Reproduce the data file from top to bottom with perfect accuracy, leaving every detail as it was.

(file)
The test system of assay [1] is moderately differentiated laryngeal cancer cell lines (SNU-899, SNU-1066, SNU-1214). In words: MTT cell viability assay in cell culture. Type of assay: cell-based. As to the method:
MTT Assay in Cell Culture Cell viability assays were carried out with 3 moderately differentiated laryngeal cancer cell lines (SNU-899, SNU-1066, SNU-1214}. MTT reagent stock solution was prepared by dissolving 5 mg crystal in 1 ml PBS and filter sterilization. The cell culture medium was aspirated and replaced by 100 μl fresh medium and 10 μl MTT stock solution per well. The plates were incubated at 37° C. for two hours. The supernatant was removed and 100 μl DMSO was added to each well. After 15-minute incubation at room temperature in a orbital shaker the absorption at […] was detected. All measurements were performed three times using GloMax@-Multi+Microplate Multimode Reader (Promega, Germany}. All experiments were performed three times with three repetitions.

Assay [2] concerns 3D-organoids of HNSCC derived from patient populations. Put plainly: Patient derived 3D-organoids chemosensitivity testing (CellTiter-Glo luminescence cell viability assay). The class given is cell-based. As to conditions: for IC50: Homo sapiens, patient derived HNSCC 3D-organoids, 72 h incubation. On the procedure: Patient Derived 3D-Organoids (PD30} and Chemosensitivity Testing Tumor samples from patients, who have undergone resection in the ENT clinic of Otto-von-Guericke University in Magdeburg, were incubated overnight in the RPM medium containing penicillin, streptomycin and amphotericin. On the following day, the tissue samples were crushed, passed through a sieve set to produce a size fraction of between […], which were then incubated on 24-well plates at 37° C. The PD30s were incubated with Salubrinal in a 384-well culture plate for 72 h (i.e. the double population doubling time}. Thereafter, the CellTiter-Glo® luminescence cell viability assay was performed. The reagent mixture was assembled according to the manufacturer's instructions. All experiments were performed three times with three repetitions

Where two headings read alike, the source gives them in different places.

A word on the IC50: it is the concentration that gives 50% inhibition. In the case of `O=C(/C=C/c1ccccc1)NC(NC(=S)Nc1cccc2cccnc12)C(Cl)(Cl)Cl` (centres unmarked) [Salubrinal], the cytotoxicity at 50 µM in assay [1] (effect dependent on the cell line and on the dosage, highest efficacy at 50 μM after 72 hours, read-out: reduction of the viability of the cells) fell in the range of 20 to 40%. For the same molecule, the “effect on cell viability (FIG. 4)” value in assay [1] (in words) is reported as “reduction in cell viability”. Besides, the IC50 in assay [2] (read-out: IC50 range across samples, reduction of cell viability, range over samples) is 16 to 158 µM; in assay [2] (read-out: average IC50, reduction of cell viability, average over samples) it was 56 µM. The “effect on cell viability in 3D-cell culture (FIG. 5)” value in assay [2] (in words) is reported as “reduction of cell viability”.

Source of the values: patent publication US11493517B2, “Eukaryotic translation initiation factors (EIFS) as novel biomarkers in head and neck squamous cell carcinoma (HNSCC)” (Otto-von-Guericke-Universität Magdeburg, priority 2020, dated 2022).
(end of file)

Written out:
The test system of assay [1] is moderately differentiated laryngeal cancer cell lines (SNU-899, SNU-1066, SNU-1214). In words: MTT cell viability assay in cell culture. Type of assay: cell-based. As to the method:
MTT Assay in Cell Culture Cell viability assays were carried out with 3 moderately differentiated laryngeal cancer cell lines (SNU-899, SNU-1066, SNU-1214}. MTT reagent stock solution was prepared by dissolving 5 mg crystal in 1 ml PBS and filter sterilization. The cell culture medium was aspirated and replaced by 100 μl fresh medium and 10 μl MTT stock solution per well. The plates were incubated at 37° C. for two hours. The supernatant was removed and 100 μl DMSO was added to each well. After 15-minute incubation at room temperature in a orbital shaker the absorption at […] was detected. All measurements were performed three times using GloMax@-Multi+Microplate Multimode Reader (Promega, Germany}. All experiments were performed three times with three repetitions.

Assay [2] concerns 3D-organoids of HNSCC derived from patient populations. Put plainly: Patient derived 3D-organoids chemosensitivity testing (CellTiter-Glo luminescence cell viability assay). The class given is cell-based. As to conditions: for IC50: Homo sapiens, patient derived HNSCC 3D-organoids, 72 h incubation. On the procedure: Patient Derived 3D-Organoids (PD30} and Chemosensitivity Testing Tumor samples from patients, who have undergone resection in the ENT clinic of Otto-von-Guericke University in Magdeburg, were incubated overnight in the RPM medium containing penicillin, streptomycin and amphotericin. On the following day, the tissue samples were crushed, passed through a sieve set to produce a size fraction of between […], which were then incubated on 24-well plates at 37° C. The PD30s were incubated with Salubrinal in a 384-well culture plate for 72 h (i.e. the double population doubling time}. Thereafter, the CellTiter-Glo® luminescence cell viability assay was performed. The reagent mixture was assembled according to the manufacturer's instructions. All experiments were performed three times with three repetitions

Where two headings read alike, the source gives them in different places.

A word on the IC50: it is the concentration that gives 50% inhibition. In the case of `O=C(/C=C/c1ccccc1)NC(NC(=S)Nc1cccc2cccnc12)C(Cl)(Cl)Cl` (centres unmarked) [Salubrinal], the cytotoxicity at 50 µM in assay [1] (effect dependent on the cell line and on the dosage, highest efficacy at 50 μM after 72 hours, read-out: reduction of the viability of the cells) fell in the range of 20 to 40%. For the same molecule, the “effect on cell viability (FIG. 4)” value in assay [1] (in words) is reported as “reduction in cell viability”. Besides, the IC50 in assay [2] (read-out: IC50 range across samples, reduction of cell viability, range over samples) is 16 to 158 µM; in assay [2] (read-out: average IC50, reduction of cell viability, average over samples) it was 56 µM. The “effect on cell viability in 3D-cell culture (FIG. 5)” value in assay [2] (in words) is reported as “reduction of cell viability”.

Source of the values: patent publication US11493517B2, “Eukaryotic translation initiation factors (EIFS) as novel biomarkers in head and neck squamous cell carcinoma (HNSCC)” (Otto-von-Guericke-Universität Magdeburg, priority 2020, dated 2022).